A kind of light spread out from her. And everything changed color. And the world opened out. And a day was good to awaken to. And there were no limits to anything. And the people of the world were good and handsome. And I was not afraid any more.
John Steinbeck, East of Eden

And our sister Sophia is she who came down in innocence in order to rectify her deficiency. Therefore she was called Life, which is the mother of the living, by the foreknowledge of the sovereignty of heaven. And through her they have tasted the perfect Knowledge.
The Secret Book of John

The first time I read the Nag Hammadi library I was immediately drawn to the saga of the heroine and anti-heroine that is the character of Sophia. Every story she appeared in was different but oddly familiar. I felt I had come home when I found Sophia, but that home was surrounded by a pathless labyrinth with her and her lessons at the end.

Years later, I am still fascinated by the Fall and Redemption of Sophia, variations found in such texts as The Secret Book of John, The Reality of the Rulers, and the Pistis Sophia, as well as the sundry Valentinian cosmologies.

But what do the accounts of Sophia all mean? What do they teach of about spirituality?

Let me share some interpretations in this pathless labyrinth I often call Gnosis. I won’t delve into plotlines of the many stories on Sophia, but you can find her foundations in my article The Pagan Origins of the Gnostic Sophia.

I will mention some shared keynotes, though. We do know that the Gnostic Sophia:

• Is the personification/hypostasis of the wisdom of the idealized Mind of God (one of the many Aeons in a realm referred to as the Pleroma, the Treasury of Light, or the Eternal Realm).

• Rebels or commits some infraction that causes her to be expelled into the void.

• Undergoes certain passions in her banishment that results in the very creation of matter and even the ruling divine entities of the cosmos.

• Must restore herself and the universe by gathering parts of her divine essence scattered in the material world.

This all may sound a bit uncanny, but the myth of the Divine Feminine fallen and lost in chthonic domains is shared with other, more prominent traditions of old. Some examples would be the stories of Inana, Persephone, and even Isis (in her quest to procure the body parts of Osiris).

With that in mind, here are some of the possible meanings to the Fall and Redemption of Sophia:

• Sophia represents the adventures of the soul across the universes. Like the fallen goddesses previously mentioned, this is also not an uncommon motif in ancient religions—with the soul represented as a female protagonist. Some instances would be Helen of Troy in the Homeric accounts and the lost Shekinah of God in Jewish wisdom literature. This trope is the root to the damsel in distress story, and certainly exemplified in Alice in Wonderland.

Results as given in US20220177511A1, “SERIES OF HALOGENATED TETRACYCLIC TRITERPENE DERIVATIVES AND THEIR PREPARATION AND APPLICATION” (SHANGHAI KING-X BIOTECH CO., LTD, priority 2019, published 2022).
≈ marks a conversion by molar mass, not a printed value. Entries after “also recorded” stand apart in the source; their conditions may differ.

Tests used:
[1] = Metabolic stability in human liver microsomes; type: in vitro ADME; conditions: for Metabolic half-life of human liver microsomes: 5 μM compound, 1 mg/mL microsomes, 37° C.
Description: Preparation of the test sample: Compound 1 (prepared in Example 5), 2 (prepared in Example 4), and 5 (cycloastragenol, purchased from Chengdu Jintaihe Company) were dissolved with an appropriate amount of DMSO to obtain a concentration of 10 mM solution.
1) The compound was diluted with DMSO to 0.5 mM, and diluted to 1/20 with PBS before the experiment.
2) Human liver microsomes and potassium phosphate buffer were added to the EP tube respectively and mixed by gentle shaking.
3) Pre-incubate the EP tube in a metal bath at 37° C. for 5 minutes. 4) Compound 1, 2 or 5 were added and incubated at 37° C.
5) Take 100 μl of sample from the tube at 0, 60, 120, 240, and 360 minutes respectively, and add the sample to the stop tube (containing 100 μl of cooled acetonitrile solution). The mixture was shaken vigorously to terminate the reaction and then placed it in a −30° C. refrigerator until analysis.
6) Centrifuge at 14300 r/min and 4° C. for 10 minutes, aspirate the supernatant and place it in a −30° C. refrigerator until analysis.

• Sophia represents the high cost of wisdom. Humans throughout history have sought the gifts of wisdom, attempting to couple it with knowledge. Yet the reality is that wisdom takes a heavy toll on human existence, rarely becoming purified before an individual’s personal universe is about to end.

• Sophia is that dangerous nexus between the spiritual and the material. In Gnostic accounts, Sophia is often depicted as hysterical, neurotic, or even schizophrenic—yet at the same the sage mediator between heaven and earth. This indicates what many mystics have known: when mortals contact higher planes of reality, the mind is going to be bend and even break. To be wise is to be sane, but to also to never forget those epochs of insanity that paradoxically paved the way.

• Sophia is a sort of Hellenistic Koan. A Koan, utilized mainly by Zen Buddhists, is a paradox to be meditated upon in order to abandon conventional reason and attain intuitive enlightenment. The saga of Sophia offers this by asking these “sound-of-one-hand-clapping” questions: How could the wisdom of God fail? Is wisdom without experience wisdom at all? Can perfection fail or is failing just part of perfection?

• Sophia represents that disastrous state of knowledge without wisdom. In Gnostic cosmology, once the divine realms lose wisdom, an unfortunate chain of events occurs. Wisdom may not be perfect in her attempt to teach us that there is no perfection, but casting her aside usually leads to the grimmer aspects of human history.

• Sophia represents the essence of comfort. Despite her mistakes and ambitions, Sophia finds a way to instill serenity within herself and her children (humanity). Not truly worshiped in any of the Gnostic writings, Sophia is a literary illustration teaching that peace is attainable through the hardest of times. Her characteristics of complex femininity, curiosity, and the ultimate ability to be humble enough to ask for help makes her the great companion in any dark night of the soul.

Certainly, let me know if you have your own interpretations of the Gnostic Sophia. The Gnostics, as with any myth, utilized Sophia in different attempts to explain existentialist truths concerning reality and suffering. They viewed her passion narrative as perhaps more important than the one by her often-consort, Jesus. Perhaps so because they saw themselves as Sophia: the ultimate exiles.

Being exiled is one chief reason I relate to the Gnostic Sophia. I am sure her many depictions grant an even greater lesson: that a return home is possible if we just dare that pathless labyrinth.

Perhaps she will be standing to comfort us at the end…even if it is East of Eden.

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